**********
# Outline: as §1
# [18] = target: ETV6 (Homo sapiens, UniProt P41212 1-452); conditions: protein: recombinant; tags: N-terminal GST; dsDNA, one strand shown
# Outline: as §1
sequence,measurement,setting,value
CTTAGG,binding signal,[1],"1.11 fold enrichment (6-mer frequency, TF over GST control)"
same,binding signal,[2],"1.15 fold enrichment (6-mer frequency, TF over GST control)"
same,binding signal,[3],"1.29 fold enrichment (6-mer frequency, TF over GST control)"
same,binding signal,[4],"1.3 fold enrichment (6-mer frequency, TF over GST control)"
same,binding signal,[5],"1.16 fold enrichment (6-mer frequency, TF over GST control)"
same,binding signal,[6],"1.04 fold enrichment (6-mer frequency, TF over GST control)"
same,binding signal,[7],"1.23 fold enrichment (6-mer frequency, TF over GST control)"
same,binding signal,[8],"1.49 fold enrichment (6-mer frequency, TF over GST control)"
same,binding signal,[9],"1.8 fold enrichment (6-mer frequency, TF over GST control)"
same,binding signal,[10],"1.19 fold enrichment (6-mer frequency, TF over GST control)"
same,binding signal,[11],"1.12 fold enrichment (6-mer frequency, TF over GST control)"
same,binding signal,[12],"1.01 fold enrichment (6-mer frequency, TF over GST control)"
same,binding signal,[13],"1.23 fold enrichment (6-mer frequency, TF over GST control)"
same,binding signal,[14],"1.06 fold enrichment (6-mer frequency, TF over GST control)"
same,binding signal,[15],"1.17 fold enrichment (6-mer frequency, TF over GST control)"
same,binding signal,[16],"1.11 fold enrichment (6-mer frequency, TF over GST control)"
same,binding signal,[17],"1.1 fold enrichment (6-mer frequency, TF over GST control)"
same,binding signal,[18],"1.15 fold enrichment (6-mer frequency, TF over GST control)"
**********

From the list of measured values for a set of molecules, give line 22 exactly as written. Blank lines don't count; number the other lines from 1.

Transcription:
same,binding signal,[18],"1.15 fold enrichment (6-mer frequency, TF over GST control)"